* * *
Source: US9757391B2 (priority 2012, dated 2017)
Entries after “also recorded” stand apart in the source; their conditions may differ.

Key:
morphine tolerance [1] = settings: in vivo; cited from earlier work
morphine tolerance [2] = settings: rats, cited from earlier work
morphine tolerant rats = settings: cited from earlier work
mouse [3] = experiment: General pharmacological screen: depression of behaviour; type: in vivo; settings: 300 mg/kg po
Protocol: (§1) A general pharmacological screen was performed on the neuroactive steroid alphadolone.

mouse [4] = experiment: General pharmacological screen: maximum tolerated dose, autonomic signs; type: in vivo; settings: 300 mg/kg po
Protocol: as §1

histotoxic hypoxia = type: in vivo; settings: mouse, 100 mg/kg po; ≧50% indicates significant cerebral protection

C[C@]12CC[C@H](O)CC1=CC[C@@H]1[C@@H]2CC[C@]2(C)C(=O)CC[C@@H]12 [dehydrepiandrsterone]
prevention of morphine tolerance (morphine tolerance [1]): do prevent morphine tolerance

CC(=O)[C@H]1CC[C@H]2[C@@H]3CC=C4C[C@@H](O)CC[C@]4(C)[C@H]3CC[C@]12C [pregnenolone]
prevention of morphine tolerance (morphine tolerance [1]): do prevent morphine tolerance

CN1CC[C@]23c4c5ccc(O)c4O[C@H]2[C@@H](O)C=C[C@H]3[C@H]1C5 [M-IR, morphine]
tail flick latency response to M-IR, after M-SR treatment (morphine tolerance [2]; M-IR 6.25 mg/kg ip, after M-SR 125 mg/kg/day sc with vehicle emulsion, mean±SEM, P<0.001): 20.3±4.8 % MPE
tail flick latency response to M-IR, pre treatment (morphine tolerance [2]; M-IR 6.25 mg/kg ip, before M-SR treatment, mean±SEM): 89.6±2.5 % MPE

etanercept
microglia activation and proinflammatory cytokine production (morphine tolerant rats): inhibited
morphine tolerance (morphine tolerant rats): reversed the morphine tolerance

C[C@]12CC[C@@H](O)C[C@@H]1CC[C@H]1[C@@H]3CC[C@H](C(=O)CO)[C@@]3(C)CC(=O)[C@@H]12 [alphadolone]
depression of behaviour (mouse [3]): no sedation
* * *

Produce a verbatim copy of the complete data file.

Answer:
Source: US9757391B2 (priority 2012, dated 2017)
Entries after “also recorded” stand apart in the source; their conditions may differ.

Key:
morphine tolerance [1] = settings: in vivo; cited from earlier work
morphine tolerance [2] = settings: rats, cited from earlier work
morphine tolerant rats = settings: cited from earlier work
mouse [3] = experiment: General pharmacological screen: depression of behaviour; type: in vivo; settings: 300 mg/kg po
Protocol: (§1) A general pharmacological screen was performed on the neuroactive steroid alphadolone.

mouse [4] = experiment: General pharmacological screen: maximum tolerated dose, autonomic signs; type: in vivo; settings: 300 mg/kg po
Protocol: as §1

histotoxic hypoxia = type: in vivo; settings: mouse, 100 mg/kg po; ≧50% indicates significant cerebral protection

C[C@]12CC[C@H](O)CC1=CC[C@@H]1[C@@H]2CC[C@]2(C)C(=O)CC[C@@H]12 [dehydrepiandrsterone]
prevention of morphine tolerance (morphine tolerance [1]): do prevent morphine tolerance

CC(=O)[C@H]1CC[C@H]2[C@@H]3CC=C4C[C@@H](O)CC[C@]4(C)[C@H]3CC[C@]12C [pregnenolone]
prevention of morphine tolerance (morphine tolerance [1]): do prevent morphine tolerance

CN1CC[C@]23c4c5ccc(O)c4O[C@H]2[C@@H](O)C=C[C@H]3[C@H]1C5 [M-IR, morphine]
tail flick latency response to M-IR, after M-SR treatment (morphine tolerance [2]; M-IR 6.25 mg/kg ip, after M-SR 125 mg/kg/day sc with vehicle emulsion, mean±SEM, P<0.001): 20.3±4.8 % MPE
tail flick latency response to M-IR, pre treatment (morphine tolerance [2]; M-IR 6.25 mg/kg ip, before M-SR treatment, mean±SEM): 89.6±2.5 % MPE

etanercept
microglia activation and proinflammatory cytokine production (morphine tolerant rats): inhibited
morphine tolerance (morphine tolerant rats): reversed the morphine tolerance

C[C@]12CC[C@@H](O)C[C@@H]1CC[C@H]1[C@@H]3CC[C@H](C(=O)CO)[C@@]3(C)CC(=O)[C@@H]12 [alphadolone]
depression of behaviour (mouse [3]): no sedation